Question: Last Shot Rule

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1. Does Imperial contract law have anything analogous to the “last shot rule” enumerated here?

The closest analogy would be the Rule of Accord, which in keeping with the general rule of mutual informed consent, holds that unless all parties to a contract are agreeing to the precise same contract, there is no contract. (Any altered terms are, essentially, mere non-binding proposals.) If it turns out that that wasn’t the case after the fact, the contract is annulled, i.e., retroactively never existed in the first place, and unless everyone feels like being reasonable people, involves some untangling of affairs back to the status quo ante.

(This, of course, does permit the so-called “Battle of the Forms” in which both parties repeatedly send slightly tweaked versions of the contract back and forth in order to have the last word. *There*, there’s never been any particular urge to fix the problem with some hack like UCC 2-207, on the grounds that people willing to engage in bizarre irrational-sum games like that pretty much deserve their self-inflicted punishment.)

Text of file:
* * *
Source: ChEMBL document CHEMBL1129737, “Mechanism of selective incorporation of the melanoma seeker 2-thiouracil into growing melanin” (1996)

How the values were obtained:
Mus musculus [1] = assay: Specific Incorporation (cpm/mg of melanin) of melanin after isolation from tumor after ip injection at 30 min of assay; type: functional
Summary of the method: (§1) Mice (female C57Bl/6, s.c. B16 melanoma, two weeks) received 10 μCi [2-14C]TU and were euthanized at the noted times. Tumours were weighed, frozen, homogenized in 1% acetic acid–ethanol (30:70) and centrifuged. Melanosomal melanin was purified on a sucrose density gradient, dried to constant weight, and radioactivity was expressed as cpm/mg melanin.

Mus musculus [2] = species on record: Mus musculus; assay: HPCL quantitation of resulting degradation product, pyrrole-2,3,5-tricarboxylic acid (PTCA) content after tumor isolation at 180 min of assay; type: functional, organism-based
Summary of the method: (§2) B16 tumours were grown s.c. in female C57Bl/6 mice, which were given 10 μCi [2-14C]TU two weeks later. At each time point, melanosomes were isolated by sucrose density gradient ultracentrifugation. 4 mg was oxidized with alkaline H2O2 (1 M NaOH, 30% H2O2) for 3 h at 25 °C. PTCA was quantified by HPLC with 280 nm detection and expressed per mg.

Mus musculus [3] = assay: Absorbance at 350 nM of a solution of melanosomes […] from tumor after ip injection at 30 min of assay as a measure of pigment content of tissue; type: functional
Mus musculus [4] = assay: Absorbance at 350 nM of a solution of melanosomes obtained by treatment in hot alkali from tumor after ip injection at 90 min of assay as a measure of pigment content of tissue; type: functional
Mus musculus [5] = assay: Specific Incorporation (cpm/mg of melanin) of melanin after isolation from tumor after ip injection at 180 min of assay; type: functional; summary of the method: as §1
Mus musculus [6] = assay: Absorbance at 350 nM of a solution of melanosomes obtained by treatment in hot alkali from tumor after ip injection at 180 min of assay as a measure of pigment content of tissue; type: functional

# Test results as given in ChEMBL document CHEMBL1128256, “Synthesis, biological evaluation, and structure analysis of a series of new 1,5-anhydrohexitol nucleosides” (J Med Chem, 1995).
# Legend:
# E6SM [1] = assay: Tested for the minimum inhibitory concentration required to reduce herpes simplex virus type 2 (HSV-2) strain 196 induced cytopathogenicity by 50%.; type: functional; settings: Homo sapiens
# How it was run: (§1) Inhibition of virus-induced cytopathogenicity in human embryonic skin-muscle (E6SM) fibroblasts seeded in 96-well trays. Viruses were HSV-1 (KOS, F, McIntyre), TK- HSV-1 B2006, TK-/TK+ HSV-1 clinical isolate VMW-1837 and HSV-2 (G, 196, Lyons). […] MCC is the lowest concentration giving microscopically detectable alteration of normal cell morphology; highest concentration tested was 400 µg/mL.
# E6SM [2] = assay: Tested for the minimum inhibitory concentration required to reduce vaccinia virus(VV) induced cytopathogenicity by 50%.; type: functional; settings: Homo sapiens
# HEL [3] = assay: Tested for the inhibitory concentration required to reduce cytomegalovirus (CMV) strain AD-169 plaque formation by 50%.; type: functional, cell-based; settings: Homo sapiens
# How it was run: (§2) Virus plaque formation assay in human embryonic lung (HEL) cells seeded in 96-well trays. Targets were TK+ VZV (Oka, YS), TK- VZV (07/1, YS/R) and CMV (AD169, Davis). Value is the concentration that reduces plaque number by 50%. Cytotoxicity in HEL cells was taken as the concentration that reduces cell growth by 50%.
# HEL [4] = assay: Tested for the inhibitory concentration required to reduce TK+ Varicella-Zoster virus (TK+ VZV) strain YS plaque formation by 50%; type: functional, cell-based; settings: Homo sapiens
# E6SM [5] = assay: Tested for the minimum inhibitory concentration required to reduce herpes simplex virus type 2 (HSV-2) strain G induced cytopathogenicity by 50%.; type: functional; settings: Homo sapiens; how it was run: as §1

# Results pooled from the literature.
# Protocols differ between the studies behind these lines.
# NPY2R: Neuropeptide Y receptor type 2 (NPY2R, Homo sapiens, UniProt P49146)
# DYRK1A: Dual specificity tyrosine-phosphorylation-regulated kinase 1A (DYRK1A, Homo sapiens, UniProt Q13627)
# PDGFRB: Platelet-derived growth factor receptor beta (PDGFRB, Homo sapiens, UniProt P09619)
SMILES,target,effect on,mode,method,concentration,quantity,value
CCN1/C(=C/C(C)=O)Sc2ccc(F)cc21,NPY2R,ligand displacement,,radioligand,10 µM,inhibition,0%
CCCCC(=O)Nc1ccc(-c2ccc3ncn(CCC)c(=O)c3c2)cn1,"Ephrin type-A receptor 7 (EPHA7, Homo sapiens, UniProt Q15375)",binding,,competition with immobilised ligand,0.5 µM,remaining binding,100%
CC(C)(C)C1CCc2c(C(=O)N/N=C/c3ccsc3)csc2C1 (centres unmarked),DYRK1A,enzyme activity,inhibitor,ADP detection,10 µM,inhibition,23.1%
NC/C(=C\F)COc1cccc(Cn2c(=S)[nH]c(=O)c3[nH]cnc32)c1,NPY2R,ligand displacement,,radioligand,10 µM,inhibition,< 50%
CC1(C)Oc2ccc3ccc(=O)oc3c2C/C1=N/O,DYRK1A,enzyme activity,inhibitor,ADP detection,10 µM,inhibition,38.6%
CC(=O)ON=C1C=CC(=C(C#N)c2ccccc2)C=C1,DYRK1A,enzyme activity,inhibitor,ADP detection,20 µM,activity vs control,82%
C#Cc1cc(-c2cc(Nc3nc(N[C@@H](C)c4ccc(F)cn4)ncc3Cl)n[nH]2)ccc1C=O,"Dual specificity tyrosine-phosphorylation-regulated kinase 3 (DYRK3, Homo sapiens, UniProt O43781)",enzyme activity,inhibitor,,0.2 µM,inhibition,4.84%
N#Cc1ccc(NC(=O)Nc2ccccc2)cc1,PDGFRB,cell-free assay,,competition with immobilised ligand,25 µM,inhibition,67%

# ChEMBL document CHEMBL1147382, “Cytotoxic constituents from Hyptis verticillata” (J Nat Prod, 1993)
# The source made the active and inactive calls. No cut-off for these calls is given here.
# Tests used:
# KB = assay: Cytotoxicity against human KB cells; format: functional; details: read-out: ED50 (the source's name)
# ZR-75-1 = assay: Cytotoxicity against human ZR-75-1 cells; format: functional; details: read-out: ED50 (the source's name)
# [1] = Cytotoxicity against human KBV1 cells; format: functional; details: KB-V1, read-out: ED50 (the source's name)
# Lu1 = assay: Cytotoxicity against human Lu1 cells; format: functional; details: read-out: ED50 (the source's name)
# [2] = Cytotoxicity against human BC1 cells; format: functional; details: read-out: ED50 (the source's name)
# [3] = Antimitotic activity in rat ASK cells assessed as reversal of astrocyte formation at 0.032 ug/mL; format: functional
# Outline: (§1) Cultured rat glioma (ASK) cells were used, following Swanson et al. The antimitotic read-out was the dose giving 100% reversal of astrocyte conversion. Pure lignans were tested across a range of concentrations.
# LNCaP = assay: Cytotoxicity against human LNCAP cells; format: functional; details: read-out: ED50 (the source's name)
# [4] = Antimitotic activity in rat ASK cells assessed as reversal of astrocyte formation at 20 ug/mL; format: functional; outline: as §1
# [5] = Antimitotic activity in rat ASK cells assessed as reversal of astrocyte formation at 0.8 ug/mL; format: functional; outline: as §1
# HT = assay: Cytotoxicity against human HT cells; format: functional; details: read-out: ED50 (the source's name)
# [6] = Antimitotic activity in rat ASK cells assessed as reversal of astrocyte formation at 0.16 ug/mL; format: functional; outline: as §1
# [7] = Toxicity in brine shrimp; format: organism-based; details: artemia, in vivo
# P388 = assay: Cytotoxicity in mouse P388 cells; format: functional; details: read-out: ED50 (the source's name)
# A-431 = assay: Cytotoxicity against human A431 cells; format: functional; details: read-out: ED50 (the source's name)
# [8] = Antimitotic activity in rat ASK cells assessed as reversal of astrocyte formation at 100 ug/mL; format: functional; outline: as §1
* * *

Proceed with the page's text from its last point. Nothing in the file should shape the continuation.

Avoiding things like this, incidentally, is where the traditional obligator “Thus is our contract written; thus is agreement made.” social ritual comes from. It’s not legally necessary in any way, but it’s a convenient convention to ensure that an accord has actually been reached.

2. Would “The contract I read is not the same as the contract the other party claims I signed” constitute a valid defense for non-performance?

…and so, yes, in a manner of speaking, since if that were to be the case, there isn’t and never was a contract to perform.

Of course, it’s also probably an allegation of fraud…